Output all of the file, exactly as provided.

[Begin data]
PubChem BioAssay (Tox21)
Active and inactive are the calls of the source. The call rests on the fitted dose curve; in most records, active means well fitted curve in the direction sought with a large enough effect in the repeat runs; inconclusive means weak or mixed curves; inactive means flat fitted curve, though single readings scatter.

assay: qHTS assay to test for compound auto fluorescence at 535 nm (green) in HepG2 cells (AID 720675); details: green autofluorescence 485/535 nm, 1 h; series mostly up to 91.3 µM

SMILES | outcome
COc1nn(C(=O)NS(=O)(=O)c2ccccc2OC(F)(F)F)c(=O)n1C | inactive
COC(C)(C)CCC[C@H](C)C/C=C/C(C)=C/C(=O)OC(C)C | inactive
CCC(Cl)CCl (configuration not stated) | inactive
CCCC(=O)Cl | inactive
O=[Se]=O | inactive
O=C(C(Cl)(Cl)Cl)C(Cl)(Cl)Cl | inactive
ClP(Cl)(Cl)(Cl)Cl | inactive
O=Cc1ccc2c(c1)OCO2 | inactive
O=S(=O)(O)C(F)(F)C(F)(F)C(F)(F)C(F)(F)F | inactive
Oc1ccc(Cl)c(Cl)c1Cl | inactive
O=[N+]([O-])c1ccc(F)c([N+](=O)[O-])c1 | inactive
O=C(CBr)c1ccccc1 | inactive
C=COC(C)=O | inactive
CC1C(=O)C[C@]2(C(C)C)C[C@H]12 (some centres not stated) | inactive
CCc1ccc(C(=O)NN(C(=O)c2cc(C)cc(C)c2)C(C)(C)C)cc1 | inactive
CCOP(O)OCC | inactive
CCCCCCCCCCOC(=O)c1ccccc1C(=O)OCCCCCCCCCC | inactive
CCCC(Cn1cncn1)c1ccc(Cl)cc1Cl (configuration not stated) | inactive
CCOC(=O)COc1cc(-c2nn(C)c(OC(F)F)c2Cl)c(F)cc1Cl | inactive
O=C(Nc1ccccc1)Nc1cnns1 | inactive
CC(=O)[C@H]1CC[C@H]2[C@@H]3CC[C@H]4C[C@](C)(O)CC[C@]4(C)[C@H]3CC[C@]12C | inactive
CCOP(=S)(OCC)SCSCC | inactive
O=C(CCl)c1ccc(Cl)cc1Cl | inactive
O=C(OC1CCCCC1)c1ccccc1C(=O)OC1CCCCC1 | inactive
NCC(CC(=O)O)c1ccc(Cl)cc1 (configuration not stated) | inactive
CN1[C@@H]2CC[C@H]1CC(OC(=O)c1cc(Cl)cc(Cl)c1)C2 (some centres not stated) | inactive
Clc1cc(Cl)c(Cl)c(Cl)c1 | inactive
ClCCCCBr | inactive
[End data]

PubChem BioAssay (Tox21)
Active and inactive are the calls of the source. The call rests on the fitted dose curve; in most records, active means well fitted curve in the direction sought with a large enough effect in the repeat runs; inconclusive means weak or mixed curves; inactive means flat fitted curve, though single readings scatter.

assay: qHTS assay to test for compound auto fluorescence at 535 nm (green) in HepG2 cells (AID 720675); details: green autofluorescence 485/535 nm, 1 h; series mostly up to 91.3 µM

SMILES | outcome
COc1nn(C(=O)NS(=O)(=O)c2ccccc2OC(F)(F)F)c(=O)n1C | inactive
COC(C)(C)CCC[C@H](C)C/C=C/C(C)=C/C(=O)OC(C)C | inactive
CCC(Cl)CCl (configuration not stated) | inactive
CCCC(=O)Cl | inactive
O=[Se]=O | inactive
O=C(C(Cl)(Cl)Cl)C(Cl)(Cl)Cl | inactive
ClP(Cl)(Cl)(Cl)Cl | inactive
O=Cc1ccc2c(c1)OCO2 | inactive
O=S(=O)(O)C(F)(F)C(F)(F)C(F)(F)C(F)(F)F | inactive
Oc1ccc(Cl)c(Cl)c1Cl | inactive
O=[N+]([O-])c1ccc(F)c([N+](=O)[O-])c1 | inactive
O=C(CBr)c1ccccc1 | inactive
C=COC(C)=O | inactive
CC1C(=O)C[C@]2(C(C)C)C[C@H]12 (some centres not stated) | inactive
CCc1ccc(C(=O)NN(C(=O)c2cc(C)cc(C)c2)C(C)(C)C)cc1 | inactive
CCOP(O)OCC | inactive
CCCCCCCCCCOC(=O)c1ccccc1C(=O)OCCCCCCCCCC | inactive
CCCC(Cn1cncn1)c1ccc(Cl)cc1Cl (configuration not stated) | inactive
CCOC(=O)COc1cc(-c2nn(C)c(OC(F)F)c2Cl)c(F)cc1Cl | inactive
O=C(Nc1ccccc1)Nc1cnns1 | inactive
CC(=O)[C@H]1CC[C@H]2[C@@H]3CC[C@H]4C[C@](C)(O)CC[C@]4(C)[C@H]3CC[C@]12C | inactive
CCOP(=S)(OCC)SCSCC | inactive
O=C(CCl)c1ccc(Cl)cc1Cl | inactive
O=C(OC1CCCCC1)c1ccccc1C(=O)OC1CCCCC1 | inactive
NCC(CC(=O)O)c1ccc(Cl)cc1 (configuration not stated) | inactive
CN1[C@@H]2CC[C@H]1CC(OC(=O)c1cc(Cl)cc(Cl)c1)C2 (some centres not stated) | inactive
Clc1cc(Cl)c(Cl)c(Cl)c1 | inactive
ClCCCCBr | inactive